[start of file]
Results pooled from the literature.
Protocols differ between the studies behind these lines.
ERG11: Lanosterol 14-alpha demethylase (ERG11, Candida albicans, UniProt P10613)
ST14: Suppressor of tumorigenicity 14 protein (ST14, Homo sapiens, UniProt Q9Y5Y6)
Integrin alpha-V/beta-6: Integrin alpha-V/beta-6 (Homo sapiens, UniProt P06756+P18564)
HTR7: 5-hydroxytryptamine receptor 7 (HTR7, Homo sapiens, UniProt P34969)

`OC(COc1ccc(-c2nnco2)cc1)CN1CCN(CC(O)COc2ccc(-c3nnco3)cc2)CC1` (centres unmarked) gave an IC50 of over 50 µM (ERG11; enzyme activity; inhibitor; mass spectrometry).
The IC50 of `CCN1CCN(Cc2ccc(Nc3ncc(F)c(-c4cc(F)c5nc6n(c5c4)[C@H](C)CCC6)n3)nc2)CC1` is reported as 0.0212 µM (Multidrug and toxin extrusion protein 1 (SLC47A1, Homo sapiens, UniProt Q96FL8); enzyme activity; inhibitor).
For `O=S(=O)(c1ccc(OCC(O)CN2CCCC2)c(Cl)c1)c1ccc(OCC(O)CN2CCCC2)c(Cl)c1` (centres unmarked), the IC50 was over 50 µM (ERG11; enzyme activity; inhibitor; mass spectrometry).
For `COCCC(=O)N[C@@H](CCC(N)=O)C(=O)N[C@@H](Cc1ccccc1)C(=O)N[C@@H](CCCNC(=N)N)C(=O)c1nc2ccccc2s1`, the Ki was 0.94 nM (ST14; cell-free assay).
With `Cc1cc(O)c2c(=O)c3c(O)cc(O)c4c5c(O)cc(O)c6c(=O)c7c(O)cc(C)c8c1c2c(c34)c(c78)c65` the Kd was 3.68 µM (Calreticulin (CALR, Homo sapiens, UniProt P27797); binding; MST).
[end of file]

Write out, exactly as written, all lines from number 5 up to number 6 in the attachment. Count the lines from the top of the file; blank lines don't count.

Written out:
Integrin alpha-V/beta-6: Integrin alpha-V/beta-6 (Homo sapiens, UniProt P06756+P18564)
HTR7: 5-hydroxytryptamine receptor 7 (HTR7, Homo sapiens, UniProt P34969)